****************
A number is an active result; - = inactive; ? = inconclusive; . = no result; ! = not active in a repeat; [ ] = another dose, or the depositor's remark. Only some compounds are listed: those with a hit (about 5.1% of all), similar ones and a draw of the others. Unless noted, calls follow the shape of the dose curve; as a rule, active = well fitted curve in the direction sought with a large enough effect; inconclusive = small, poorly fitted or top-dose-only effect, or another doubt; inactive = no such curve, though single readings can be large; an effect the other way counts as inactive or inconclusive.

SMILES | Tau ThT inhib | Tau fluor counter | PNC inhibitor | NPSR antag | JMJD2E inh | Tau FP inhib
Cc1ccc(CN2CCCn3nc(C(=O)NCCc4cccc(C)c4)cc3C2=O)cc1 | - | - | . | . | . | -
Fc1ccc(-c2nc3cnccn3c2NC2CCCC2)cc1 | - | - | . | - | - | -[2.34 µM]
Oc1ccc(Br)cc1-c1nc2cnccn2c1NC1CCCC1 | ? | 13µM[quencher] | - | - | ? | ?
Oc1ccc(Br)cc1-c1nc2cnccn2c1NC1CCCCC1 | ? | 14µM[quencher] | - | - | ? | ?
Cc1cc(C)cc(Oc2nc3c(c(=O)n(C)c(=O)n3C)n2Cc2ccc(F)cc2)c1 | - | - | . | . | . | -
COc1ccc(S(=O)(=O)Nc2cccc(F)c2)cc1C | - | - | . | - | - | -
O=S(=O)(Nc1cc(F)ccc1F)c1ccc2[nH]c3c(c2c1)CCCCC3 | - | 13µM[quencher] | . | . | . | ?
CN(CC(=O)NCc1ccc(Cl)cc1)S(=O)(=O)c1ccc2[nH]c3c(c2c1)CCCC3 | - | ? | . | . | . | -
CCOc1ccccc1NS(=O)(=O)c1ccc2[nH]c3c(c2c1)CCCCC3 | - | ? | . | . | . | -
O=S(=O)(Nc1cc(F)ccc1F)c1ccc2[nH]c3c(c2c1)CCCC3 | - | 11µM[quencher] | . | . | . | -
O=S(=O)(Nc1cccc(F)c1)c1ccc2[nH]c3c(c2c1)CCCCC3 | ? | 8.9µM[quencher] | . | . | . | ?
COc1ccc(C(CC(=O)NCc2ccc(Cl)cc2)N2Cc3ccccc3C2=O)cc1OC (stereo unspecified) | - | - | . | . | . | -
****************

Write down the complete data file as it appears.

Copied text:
A number is an active result; - = inactive; ? = inconclusive; . = no result; ! = not active in a repeat; [ ] = another dose, or the depositor's remark. Only some compounds are listed: those with a hit (about 5.1% of all), similar ones and a draw of the others. Unless noted, calls follow the shape of the dose curve; as a rule, active = well fitted curve in the direction sought with a large enough effect; inconclusive = small, poorly fitted or top-dose-only effect, or another doubt; inactive = no such curve, though single readings can be large; an effect the other way counts as inactive or inconclusive.

SMILES | Tau ThT inhib | Tau fluor counter | PNC inhibitor | NPSR antag | JMJD2E inh | Tau FP inhib
Cc1ccc(CN2CCCn3nc(C(=O)NCCc4cccc(C)c4)cc3C2=O)cc1 | - | - | . | . | . | -
Fc1ccc(-c2nc3cnccn3c2NC2CCCC2)cc1 | - | - | . | - | - | -[2.34 µM]
Oc1ccc(Br)cc1-c1nc2cnccn2c1NC1CCCC1 | ? | 13µM[quencher] | - | - | ? | ?
Oc1ccc(Br)cc1-c1nc2cnccn2c1NC1CCCCC1 | ? | 14µM[quencher] | - | - | ? | ?
Cc1cc(C)cc(Oc2nc3c(c(=O)n(C)c(=O)n3C)n2Cc2ccc(F)cc2)c1 | - | - | . | . | . | -
COc1ccc(S(=O)(=O)Nc2cccc(F)c2)cc1C | - | - | . | - | - | -
O=S(=O)(Nc1cc(F)ccc1F)c1ccc2[nH]c3c(c2c1)CCCCC3 | - | 13µM[quencher] | . | . | . | ?
CN(CC(=O)NCc1ccc(Cl)cc1)S(=O)(=O)c1ccc2[nH]c3c(c2c1)CCCC3 | - | ? | . | . | . | -
CCOc1ccccc1NS(=O)(=O)c1ccc2[nH]c3c(c2c1)CCCCC3 | - | ? | . | . | . | -
O=S(=O)(Nc1cc(F)ccc1F)c1ccc2[nH]c3c(c2c1)CCCC3 | - | 11µM[quencher] | . | . | . | -
O=S(=O)(Nc1cccc(F)c1)c1ccc2[nH]c3c(c2c1)CCCCC3 | ? | 8.9µM[quencher] | . | . | . | ?
COc1ccc(C(CC(=O)NCc2ccc(Cl)cc2)N2Cc3ccccc3C2=O)cc1OC (stereo unspecified) | - | - | . | . | . | -